Morse continued, even as his life in the arts was taking off, with his study of electricity. In 1838 he and his friend Alfred Vail developed the Morse Code. He would refine it to employ a short signal (the dot) and a long one (the dash) in combinations to spell out messages. He didn’t invent the telegraph, but his key improvements allowed the medium to be deployed on a broader level, transforming communications worldwide. Although the idea of an electric telegraph had been put forward in 1753 and electric telegraphs had been used to send messages over short distances as early as 1774, Morse believed that his was the first such proposal. He probably made his first working model by 1835. After lean, difficult years of lobbying, financial struggle, and technical improvements, Morse secured funding from Congress to build wires across the United States, and received a patent for his invention in 1844. On May 11th of that year, his telegraphed message from Baltimore to Washington was the first of its kind.

Morse with his invention

Following the routes of the quickly-spreading railroads, telegraph wires were strung across the nation and eventually, across the Atlantic Ocean, providing a nearly-instant means of communication between disparate towns, cities, states and nations for the first time. Newspapers joined forces as the Associated Press, to pool payments for telegraphed news from foreign locales. Railroads used the telegraph to coordinate train schedules and safety signaling. President Abraham Lincoln received battle reports at the White House via telegraph during the Civil War. And ordinary people used it to send important messages to loved ones as they traveled.

In 1847 Morse bought a country house which he called Locust Grove, an estate overlooking the Hudson River near Poughkeepsie. He had an Italian villa-style mansion built there, and spent his summers there with his large family of children and grandchildren, returning each winter to New York City.

A memorial statue to Morse and his invention in Central Park

Morse died on April 2, 1872, in New York City, having made advances in both the arts and in practical technology that truly transformed the world. Morse’s 1837 telegraph instrument is preserved by the Smithsonian Institution’s National Museum of American History in Washington, D.C., while his estate, Locust Grove, is now designated a national historic landmark.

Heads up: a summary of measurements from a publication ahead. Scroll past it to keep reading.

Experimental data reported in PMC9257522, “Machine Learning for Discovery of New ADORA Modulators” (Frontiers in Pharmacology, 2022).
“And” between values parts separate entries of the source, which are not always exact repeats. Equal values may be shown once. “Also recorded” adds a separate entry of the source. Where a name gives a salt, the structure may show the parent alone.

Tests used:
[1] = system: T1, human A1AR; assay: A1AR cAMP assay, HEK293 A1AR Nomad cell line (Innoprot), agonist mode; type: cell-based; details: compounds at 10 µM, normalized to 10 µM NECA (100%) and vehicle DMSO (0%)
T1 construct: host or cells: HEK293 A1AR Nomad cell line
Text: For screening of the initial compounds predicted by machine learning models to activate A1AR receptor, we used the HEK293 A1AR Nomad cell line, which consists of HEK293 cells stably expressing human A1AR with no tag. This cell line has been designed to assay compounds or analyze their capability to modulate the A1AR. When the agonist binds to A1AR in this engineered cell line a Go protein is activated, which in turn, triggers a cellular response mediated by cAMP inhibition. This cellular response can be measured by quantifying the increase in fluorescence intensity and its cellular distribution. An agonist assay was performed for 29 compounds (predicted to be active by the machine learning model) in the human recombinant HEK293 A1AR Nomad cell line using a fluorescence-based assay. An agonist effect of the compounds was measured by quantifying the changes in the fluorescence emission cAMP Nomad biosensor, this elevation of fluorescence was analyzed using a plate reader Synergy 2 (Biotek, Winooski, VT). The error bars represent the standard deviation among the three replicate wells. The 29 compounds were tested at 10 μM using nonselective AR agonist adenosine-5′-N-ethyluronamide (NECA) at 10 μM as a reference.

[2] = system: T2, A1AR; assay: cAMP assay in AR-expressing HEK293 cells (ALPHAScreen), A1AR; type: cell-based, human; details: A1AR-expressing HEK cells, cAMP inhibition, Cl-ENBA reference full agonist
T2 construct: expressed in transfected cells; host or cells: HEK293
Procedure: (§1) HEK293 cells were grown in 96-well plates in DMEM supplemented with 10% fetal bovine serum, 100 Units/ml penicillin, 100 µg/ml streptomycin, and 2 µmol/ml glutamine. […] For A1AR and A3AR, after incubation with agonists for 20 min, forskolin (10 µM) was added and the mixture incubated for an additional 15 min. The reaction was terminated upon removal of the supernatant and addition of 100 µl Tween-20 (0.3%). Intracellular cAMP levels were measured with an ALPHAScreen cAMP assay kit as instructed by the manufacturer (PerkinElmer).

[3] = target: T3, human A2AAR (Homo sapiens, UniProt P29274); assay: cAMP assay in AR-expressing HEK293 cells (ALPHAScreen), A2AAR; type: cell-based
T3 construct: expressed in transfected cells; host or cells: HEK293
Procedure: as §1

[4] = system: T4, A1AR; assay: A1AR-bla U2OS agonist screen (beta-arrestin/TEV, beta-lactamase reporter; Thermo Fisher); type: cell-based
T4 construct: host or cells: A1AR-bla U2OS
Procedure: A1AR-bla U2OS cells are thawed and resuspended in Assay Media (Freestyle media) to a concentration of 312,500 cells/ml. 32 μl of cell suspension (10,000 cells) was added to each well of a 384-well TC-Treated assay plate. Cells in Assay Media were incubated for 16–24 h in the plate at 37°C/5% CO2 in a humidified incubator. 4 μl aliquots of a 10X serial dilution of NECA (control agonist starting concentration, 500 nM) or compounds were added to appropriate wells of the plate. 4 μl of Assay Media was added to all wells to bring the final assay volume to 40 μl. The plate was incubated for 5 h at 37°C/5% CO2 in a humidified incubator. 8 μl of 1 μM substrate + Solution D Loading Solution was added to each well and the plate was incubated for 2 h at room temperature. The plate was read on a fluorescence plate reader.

Morse’s accomplishments in the field of electronic communication are well known (even those who have never seen or heard Morse Code are aware of its importance). His prominence in the arts is perhaps less well-known, as we tend to view the sciences and the arts as separate and perhaps even mutually exclusive realms, though his legacy there was great too. His abhorrently bigoted and pro-slavery views have been largely forgotten or overlooked over time, and had less of a lasting impact than his other accomplishments. But they nevertheless deserve to be remembered as part of what defined this paradoxical figure who once lived in our midst.


Morse Code in the Civil War

Even with the successful test in 1844, the government was still a little slow to adopt the technology. However, after about seven years, at least 50 telegraph companies were in operation.

The first transcontinental telegraph line was then finished by 1861, the same year the Civil War started. At this time the telegraph was still considered relatively new.

It turns out President Lincoln was an inventor himself, and he seemed to keep up with new technology. It was said that during the Civil War Lincoln used the telegraph as a command center.

He was able to gain a big advantage over the South because of his ability to quickly communicate straight to the battlefield.

There were fewer lines between states in the South and so Confederate President Jefferson Davis didn't have the same opportunity.

Near the end of the war, Abraham Lincoln himself sent a telegram to Virginia to tell the news of the capture of Richmond. This was just a week before he was assassinated in 1865.


Samuel Finley Breese Morse - History

Born in Charleston, Massachusetts, inventor and painter Samuel Finley Breese Morse (1791-1872), graduated from Yale College in 1810. Morse attended the Royal Academy of Arts in London, England and began a successful career in painting in Europe and the United States. In 1832, Morse developed the concept of the single-wire telegraph and Morse code. In 1938, Morse proposed his patent to the U.S. Government and the Republic of Texas, but failed to gain sponsorship. Morse succeeded in securing funding from the U.S. Government after a successful demonstration in 1842.